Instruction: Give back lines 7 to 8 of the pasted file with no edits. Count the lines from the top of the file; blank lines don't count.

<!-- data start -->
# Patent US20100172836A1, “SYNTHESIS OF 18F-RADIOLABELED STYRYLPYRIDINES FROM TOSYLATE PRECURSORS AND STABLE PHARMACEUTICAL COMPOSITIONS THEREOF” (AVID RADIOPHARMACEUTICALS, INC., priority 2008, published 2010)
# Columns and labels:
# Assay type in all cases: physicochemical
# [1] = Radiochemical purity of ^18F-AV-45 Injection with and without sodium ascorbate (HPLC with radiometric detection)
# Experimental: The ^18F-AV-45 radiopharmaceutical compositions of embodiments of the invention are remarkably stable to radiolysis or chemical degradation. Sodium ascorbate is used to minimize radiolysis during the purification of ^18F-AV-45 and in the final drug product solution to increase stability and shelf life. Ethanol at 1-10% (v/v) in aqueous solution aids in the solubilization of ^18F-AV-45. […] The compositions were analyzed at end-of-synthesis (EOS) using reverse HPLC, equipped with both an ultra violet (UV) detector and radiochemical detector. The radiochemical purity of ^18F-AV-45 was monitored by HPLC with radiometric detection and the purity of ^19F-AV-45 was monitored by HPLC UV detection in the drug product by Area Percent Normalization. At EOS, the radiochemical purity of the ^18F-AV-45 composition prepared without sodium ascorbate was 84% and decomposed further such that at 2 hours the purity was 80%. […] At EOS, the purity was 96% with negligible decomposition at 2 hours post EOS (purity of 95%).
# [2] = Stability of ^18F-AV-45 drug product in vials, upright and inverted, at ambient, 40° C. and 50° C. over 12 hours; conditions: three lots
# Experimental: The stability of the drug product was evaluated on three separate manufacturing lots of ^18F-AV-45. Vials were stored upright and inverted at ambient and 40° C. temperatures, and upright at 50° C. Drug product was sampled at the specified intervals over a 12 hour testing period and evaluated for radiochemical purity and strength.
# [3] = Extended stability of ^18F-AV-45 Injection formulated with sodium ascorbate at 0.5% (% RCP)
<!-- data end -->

# Experimental: The stability of the drug product was evaluated on three separate manufacturing lots of ^18F-AV-45. Vials were stored upright and inverted at ambient and 40° C. temperatures, and upright at 50° C. Drug product was sampled at the specified intervals over a 12 hour testing period and evaluated for radiochemical purity and strength.
# [3] = Extended stability of ^18F-AV-45 Injection formulated with sodium ascorbate at 0.5% (% RCP)